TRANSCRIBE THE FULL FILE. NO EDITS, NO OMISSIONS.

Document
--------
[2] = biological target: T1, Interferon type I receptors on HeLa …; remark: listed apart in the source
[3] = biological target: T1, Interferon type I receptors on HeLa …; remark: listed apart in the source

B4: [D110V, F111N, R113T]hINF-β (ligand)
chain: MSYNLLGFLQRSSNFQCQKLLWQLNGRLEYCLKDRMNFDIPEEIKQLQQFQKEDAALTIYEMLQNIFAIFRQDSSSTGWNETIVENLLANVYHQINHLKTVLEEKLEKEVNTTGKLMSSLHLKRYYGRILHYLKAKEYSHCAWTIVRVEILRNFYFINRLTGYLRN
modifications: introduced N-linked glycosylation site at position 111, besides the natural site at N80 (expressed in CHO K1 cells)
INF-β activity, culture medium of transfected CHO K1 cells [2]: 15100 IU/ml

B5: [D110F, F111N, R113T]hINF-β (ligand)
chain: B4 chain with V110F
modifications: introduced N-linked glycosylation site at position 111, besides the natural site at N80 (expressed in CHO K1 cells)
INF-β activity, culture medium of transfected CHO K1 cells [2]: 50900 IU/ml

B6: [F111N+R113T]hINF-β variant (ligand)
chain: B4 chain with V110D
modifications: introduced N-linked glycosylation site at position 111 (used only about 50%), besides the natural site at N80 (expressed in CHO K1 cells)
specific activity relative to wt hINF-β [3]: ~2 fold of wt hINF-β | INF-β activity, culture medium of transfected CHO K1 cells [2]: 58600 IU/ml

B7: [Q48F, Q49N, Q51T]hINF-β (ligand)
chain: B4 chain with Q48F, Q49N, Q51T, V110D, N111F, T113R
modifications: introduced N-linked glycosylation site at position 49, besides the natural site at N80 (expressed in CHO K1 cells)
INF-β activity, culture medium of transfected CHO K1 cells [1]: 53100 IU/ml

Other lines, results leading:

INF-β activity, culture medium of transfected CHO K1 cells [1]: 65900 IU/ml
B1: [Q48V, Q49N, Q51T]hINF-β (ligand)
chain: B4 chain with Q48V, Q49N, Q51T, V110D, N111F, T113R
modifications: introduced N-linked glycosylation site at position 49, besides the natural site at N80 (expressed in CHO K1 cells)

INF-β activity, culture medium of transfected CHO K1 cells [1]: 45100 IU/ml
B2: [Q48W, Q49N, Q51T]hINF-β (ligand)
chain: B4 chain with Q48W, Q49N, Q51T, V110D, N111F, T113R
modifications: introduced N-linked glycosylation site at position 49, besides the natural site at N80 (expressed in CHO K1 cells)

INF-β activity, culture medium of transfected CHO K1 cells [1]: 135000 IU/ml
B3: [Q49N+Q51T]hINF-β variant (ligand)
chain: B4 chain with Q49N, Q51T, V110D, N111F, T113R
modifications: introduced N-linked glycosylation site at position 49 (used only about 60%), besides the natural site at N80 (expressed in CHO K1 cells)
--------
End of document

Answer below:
[2] = biological target: T1, Interferon type I receptors on HeLa …; remark: listed apart in the source
[3] = biological target: T1, Interferon type I receptors on HeLa …; remark: listed apart in the source

B4: [D110V, F111N, R113T]hINF-β (ligand)
chain: MSYNLLGFLQRSSNFQCQKLLWQLNGRLEYCLKDRMNFDIPEEIKQLQQFQKEDAALTIYEMLQNIFAIFRQDSSSTGWNETIVENLLANVYHQINHLKTVLEEKLEKEVNTTGKLMSSLHLKRYYGRILHYLKAKEYSHCAWTIVRVEILRNFYFINRLTGYLRN
modifications: introduced N-linked glycosylation site at position 111, besides the natural site at N80 (expressed in CHO K1 cells)
INF-β activity, culture medium of transfected CHO K1 cells [2]: 15100 IU/ml

B5: [D110F, F111N, R113T]hINF-β (ligand)
chain: B4 chain with V110F
modifications: introduced N-linked glycosylation site at position 111, besides the natural site at N80 (expressed in CHO K1 cells)
INF-β activity, culture medium of transfected CHO K1 cells [2]: 50900 IU/ml

B6: [F111N+R113T]hINF-β variant (ligand)
chain: B4 chain with V110D
modifications: introduced N-linked glycosylation site at position 111 (used only about 50%), besides the natural site at N80 (expressed in CHO K1 cells)
specific activity relative to wt hINF-β [3]: ~2 fold of wt hINF-β | INF-β activity, culture medium of transfected CHO K1 cells [2]: 58600 IU/ml

B7: [Q48F, Q49N, Q51T]hINF-β (ligand)
chain: B4 chain with Q48F, Q49N, Q51T, V110D, N111F, T113R
modifications: introduced N-linked glycosylation site at position 49, besides the natural site at N80 (expressed in CHO K1 cells)
INF-β activity, culture medium of transfected CHO K1 cells [1]: 53100 IU/ml

Other lines, results leading:

INF-β activity, culture medium of transfected CHO K1 cells [1]: 65900 IU/ml
B1: [Q48V, Q49N, Q51T]hINF-β (ligand)
chain: B4 chain with Q48V, Q49N, Q51T, V110D, N111F, T113R
modifications: introduced N-linked glycosylation site at position 49, besides the natural site at N80 (expressed in CHO K1 cells)

INF-β activity, culture medium of transfected CHO K1 cells [1]: 45100 IU/ml
B2: [Q48W, Q49N, Q51T]hINF-β (ligand)
chain: B4 chain with Q48W, Q49N, Q51T, V110D, N111F, T113R
modifications: introduced N-linked glycosylation site at position 49, besides the natural site at N80 (expressed in CHO K1 cells)

INF-β activity, culture medium of transfected CHO K1 cells [1]: 135000 IU/ml
B3: [Q49N+Q51T]hINF-β variant (ligand)
chain: B4 chain with Q49N, Q51T, V110D, N111F, T113R
modifications: introduced N-linked glycosylation site at position 49 (used only about 60%), besides the natural site at N80 (expressed in CHO K1 cells)